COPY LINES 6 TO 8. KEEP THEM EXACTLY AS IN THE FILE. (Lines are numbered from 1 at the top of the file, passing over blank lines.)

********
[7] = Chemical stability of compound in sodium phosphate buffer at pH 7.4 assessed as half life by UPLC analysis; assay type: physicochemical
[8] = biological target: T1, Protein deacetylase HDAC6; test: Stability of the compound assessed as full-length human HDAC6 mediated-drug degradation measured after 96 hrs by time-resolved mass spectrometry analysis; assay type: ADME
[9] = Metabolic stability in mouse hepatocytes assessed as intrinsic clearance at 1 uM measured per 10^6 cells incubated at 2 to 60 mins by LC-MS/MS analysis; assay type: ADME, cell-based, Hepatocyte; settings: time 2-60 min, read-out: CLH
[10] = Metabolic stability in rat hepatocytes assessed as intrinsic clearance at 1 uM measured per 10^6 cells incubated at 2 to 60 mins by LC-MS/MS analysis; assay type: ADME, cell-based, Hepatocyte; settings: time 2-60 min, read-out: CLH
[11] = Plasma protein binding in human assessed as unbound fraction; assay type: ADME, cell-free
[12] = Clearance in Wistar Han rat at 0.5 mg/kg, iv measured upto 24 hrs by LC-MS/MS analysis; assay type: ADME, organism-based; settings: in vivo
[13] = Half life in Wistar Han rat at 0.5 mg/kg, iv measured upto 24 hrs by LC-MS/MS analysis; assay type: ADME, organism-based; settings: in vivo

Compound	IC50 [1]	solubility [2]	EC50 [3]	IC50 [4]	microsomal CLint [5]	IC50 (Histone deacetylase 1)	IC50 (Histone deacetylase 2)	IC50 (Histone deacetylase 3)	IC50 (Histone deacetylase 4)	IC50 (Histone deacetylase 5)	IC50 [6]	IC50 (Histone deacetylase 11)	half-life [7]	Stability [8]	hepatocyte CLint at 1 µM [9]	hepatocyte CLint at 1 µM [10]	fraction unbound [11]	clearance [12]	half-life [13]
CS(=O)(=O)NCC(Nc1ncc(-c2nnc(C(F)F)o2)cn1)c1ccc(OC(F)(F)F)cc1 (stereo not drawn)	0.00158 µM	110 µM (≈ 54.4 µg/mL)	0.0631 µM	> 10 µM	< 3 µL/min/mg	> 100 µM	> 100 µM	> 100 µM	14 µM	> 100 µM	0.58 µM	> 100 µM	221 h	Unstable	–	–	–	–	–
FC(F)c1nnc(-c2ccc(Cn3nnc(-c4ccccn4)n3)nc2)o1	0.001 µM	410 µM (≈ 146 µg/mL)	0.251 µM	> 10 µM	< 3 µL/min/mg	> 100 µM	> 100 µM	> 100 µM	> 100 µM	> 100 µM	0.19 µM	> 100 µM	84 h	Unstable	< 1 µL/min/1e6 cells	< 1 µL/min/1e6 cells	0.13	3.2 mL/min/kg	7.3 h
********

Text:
[12] = Clearance in Wistar Han rat at 0.5 mg/kg, iv measured upto 24 hrs by LC-MS/MS analysis; assay type: ADME, organism-based; settings: in vivo
[13] = Half life in Wistar Han rat at 0.5 mg/kg, iv measured upto 24 hrs by LC-MS/MS analysis; assay type: ADME, organism-based; settings: in vivo

Compound	IC50 [1]	solubility [2]	EC50 [3]	IC50 [4]	microsomal CLint [5]	IC50 (Histone deacetylase 1)	IC50 (Histone deacetylase 2)	IC50 (Histone deacetylase 3)	IC50 (Histone deacetylase 4)	IC50 (Histone deacetylase 5)	IC50 [6]	IC50 (Histone deacetylase 11)	half-life [7]	Stability [8]	hepatocyte CLint at 1 µM [9]	hepatocyte CLint at 1 µM [10]	fraction unbound [11]	clearance [12]	half-life [13]